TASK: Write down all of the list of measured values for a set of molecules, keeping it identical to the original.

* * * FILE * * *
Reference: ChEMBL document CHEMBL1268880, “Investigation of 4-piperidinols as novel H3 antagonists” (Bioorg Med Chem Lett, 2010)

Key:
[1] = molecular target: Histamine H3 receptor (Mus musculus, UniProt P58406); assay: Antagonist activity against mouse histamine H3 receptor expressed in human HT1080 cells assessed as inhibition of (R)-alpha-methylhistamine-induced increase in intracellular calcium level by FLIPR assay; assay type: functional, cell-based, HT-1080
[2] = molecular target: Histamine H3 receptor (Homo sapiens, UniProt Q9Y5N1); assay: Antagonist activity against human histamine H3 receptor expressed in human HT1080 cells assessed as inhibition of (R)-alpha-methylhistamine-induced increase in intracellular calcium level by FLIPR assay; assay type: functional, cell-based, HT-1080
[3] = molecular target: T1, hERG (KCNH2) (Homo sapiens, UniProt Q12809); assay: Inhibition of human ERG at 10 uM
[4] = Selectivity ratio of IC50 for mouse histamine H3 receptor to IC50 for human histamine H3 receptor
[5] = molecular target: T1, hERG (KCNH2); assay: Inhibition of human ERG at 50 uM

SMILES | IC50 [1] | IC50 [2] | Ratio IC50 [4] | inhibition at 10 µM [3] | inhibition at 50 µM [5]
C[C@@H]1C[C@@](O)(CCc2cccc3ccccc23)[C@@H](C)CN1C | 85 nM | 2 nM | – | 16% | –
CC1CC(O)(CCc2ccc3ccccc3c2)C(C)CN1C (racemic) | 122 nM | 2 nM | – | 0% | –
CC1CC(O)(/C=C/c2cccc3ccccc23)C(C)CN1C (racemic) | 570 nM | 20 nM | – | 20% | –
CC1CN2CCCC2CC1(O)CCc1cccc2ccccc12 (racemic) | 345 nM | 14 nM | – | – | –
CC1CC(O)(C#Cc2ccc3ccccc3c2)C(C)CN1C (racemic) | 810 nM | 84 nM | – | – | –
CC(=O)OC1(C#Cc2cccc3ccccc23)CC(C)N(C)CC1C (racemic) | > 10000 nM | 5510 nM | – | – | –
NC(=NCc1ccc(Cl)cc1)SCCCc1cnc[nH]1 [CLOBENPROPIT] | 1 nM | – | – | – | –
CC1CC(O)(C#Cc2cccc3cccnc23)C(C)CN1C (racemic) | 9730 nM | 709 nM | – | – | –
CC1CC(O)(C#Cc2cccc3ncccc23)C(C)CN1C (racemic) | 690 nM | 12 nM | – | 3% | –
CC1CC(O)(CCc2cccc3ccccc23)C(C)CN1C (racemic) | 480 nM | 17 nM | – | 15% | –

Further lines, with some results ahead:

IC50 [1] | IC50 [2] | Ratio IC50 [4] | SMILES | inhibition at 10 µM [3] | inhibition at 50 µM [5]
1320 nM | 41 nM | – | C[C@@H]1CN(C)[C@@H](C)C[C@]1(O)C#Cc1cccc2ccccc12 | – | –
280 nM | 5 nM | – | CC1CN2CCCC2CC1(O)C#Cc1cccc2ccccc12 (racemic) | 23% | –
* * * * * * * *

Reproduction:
Reference: ChEMBL document CHEMBL1268880, “Investigation of 4-piperidinols as novel H3 antagonists” (Bioorg Med Chem Lett, 2010)

Key:
[1] = molecular target: Histamine H3 receptor (Mus musculus, UniProt P58406); assay: Antagonist activity against mouse histamine H3 receptor expressed in human HT1080 cells assessed as inhibition of (R)-alpha-methylhistamine-induced increase in intracellular calcium level by FLIPR assay; assay type: functional, cell-based, HT-1080
[2] = molecular target: Histamine H3 receptor (Homo sapiens, UniProt Q9Y5N1); assay: Antagonist activity against human histamine H3 receptor expressed in human HT1080 cells assessed as inhibition of (R)-alpha-methylhistamine-induced increase in intracellular calcium level by FLIPR assay; assay type: functional, cell-based, HT-1080
[3] = molecular target: T1, hERG (KCNH2) (Homo sapiens, UniProt Q12809); assay: Inhibition of human ERG at 10 uM
[4] = Selectivity ratio of IC50 for mouse histamine H3 receptor to IC50 for human histamine H3 receptor
[5] = molecular target: T1, hERG (KCNH2); assay: Inhibition of human ERG at 50 uM

SMILES | IC50 [1] | IC50 [2] | Ratio IC50 [4] | inhibition at 10 µM [3] | inhibition at 50 µM [5]
C[C@@H]1C[C@@](O)(CCc2cccc3ccccc23)[C@@H](C)CN1C | 85 nM | 2 nM | – | 16% | –
CC1CC(O)(CCc2ccc3ccccc3c2)C(C)CN1C (racemic) | 122 nM | 2 nM | – | 0% | –
CC1CC(O)(/C=C/c2cccc3ccccc23)C(C)CN1C (racemic) | 570 nM | 20 nM | – | 20% | –
CC1CN2CCCC2CC1(O)CCc1cccc2ccccc12 (racemic) | 345 nM | 14 nM | – | – | –
CC1CC(O)(C#Cc2ccc3ccccc3c2)C(C)CN1C (racemic) | 810 nM | 84 nM | – | – | –
CC(=O)OC1(C#Cc2cccc3ccccc23)CC(C)N(C)CC1C (racemic) | > 10000 nM | 5510 nM | – | – | –
NC(=NCc1ccc(Cl)cc1)SCCCc1cnc[nH]1 [CLOBENPROPIT] | 1 nM | – | – | – | –
CC1CC(O)(C#Cc2cccc3cccnc23)C(C)CN1C (racemic) | 9730 nM | 709 nM | – | – | –
CC1CC(O)(C#Cc2cccc3ncccc23)C(C)CN1C (racemic) | 690 nM | 12 nM | – | 3% | –
CC1CC(O)(CCc2cccc3ccccc23)C(C)CN1C (racemic) | 480 nM | 17 nM | – | 15% | –

Further lines, with some results ahead:

IC50 [1] | IC50 [2] | Ratio IC50 [4] | SMILES | inhibition at 10 µM [3] | inhibition at 50 µM [5]
1320 nM | 41 nM | – | C[C@@H]1CN(C)[C@@H](C)C[C@]1(O)C#Cc1cccc2ccccc12 | – | –
280 nM | 5 nM | – | CC1CN2CCCC2CC1(O)C#Cc1cccc2ccccc12 (racemic) | 23% | –